GoldenEar Triton Reference Speakers In Stock! $8500 Per Pair
GoldenEar has begun shipping its new Triton Reference speakers. GoldenEar has made great value speakers since its inception. The T-Ref is no exception despite its up market price tag.
T-Ref is larger than its brethren, of course. This allows the use of two new 6” mid-woofs used in a D’Appolito config. Centered between them is a spiffed up new ribbon tweeter. The speaker is rounded out with three, 6×10” powered subs. The amp is 1800w with DSP control. T-Ref is tuned with four, 9 1/2×10 ½ side firing Quadratic Radiators, two per side, per cabinet.
There’s a ton of hardware and detail to T-Ref. Please visit to hear them. What you’ll notice immediately is the huge, expansive image. The muscle of the bass is subterranean. While the towers are sizable, they’re not as big as a lot of the big boy cabinets out there these days.
Since the sub woofers are powered, your amp only sees the mid/woofs and ribbon tweeter. T-Ref runs just under 94dB SPL! Hence despite being large, you don’t need a zillion watts to drive them. Visit to hear the best GoldenEars yet!
58H, 9 1/4w, 22 1/4d, base is 13 5/8w, 22 1/4d, 108lbs each.
GoldenEar Reference link
GoldenEar Triton 3+, $2500 Per Pair: Sleek Speaker, Huge Value!
We’re often asked which speaker is the best choice when the boss says, it has to be attractive and sleek. The answer is easy these days.
GoldenEar’s Triton 3+ touches all the bases. It’s got GE’s famed ribbon tweeter. It’s got a powered (800w) subwoofer (5×9) built into EACH tower. All your amp sees is the midrange & tweeter so it’s easy to drive. It’s got a powerful cast frame mid driver with no back wave occlusion. It’s got GE’s smooth top end and stunning imaging capabilities.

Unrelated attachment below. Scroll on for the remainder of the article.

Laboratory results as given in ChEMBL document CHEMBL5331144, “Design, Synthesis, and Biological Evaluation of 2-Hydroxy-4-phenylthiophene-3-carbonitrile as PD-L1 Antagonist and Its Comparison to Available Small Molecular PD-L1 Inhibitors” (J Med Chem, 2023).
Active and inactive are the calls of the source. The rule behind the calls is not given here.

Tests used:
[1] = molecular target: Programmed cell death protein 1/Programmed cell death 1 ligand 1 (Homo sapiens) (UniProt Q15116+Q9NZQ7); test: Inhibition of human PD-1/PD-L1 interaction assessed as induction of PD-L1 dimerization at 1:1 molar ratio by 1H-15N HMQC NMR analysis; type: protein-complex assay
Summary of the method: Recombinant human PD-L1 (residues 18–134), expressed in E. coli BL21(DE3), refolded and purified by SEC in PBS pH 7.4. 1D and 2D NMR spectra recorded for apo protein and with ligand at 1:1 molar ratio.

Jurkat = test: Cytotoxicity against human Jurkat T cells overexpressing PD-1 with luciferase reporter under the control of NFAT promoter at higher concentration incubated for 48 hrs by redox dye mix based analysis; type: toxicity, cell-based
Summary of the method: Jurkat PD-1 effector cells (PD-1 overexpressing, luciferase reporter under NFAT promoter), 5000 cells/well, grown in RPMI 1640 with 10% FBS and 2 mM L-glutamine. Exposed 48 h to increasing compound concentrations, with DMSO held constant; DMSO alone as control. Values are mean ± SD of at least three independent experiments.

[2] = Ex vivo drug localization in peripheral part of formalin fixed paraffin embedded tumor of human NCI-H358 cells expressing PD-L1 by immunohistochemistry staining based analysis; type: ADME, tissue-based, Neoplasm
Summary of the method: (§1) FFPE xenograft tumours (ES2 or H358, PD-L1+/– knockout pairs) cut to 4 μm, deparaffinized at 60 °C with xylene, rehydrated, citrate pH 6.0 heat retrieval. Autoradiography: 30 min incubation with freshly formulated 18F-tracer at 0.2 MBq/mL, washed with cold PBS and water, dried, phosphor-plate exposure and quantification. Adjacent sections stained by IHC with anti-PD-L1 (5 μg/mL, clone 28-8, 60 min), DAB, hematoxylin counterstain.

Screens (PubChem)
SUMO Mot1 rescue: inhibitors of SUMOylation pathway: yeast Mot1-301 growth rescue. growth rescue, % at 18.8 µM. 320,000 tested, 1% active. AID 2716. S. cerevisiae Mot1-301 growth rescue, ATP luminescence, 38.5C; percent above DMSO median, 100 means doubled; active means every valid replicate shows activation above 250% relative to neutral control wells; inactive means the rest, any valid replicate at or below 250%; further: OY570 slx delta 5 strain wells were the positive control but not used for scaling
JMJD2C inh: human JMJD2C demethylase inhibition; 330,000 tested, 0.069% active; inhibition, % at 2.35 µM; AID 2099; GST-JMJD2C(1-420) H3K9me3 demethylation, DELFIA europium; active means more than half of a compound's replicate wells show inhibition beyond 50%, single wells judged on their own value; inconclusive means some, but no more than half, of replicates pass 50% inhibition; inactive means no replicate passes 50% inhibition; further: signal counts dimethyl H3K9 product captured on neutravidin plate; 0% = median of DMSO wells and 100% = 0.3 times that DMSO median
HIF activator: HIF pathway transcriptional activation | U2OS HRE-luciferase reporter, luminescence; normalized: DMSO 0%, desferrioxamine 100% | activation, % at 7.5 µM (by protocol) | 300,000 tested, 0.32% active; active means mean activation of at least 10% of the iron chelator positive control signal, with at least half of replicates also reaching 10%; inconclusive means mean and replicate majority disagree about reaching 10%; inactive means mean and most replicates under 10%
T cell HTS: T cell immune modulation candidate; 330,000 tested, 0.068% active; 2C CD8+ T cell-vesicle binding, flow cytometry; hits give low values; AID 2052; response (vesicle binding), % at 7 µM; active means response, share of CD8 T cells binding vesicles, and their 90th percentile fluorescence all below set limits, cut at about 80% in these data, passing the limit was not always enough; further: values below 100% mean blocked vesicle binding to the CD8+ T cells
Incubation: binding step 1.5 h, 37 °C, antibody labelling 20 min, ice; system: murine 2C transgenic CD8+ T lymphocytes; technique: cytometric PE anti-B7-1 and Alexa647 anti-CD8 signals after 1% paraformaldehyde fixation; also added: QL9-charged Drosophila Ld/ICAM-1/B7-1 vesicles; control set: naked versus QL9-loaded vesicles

It does all this at a modest size and price. You can drive it with anything from a lightweight
surround receiver to fire throwing monster power amp. No speaker out there is as flexible for him, and her, as the Triton 3+. (44h, 7w, 13d.)
Conductor Sir Thomas Beecham (1879-1961)
“All my life when I have made gramophone records and listened to the tests, I have annoyed those around me by turning up the knob so the music is played fortissimo. I want to hear every note played. Although the effect may be distressing to the average ear, it is illuminating and edifying to mine, who am a workman in this. I don’t make records for my own amusement. I make them to sell in the open market and it is my duty to see that all I have striven to do, with the orchestra, comes off with the utmost clarity possible.”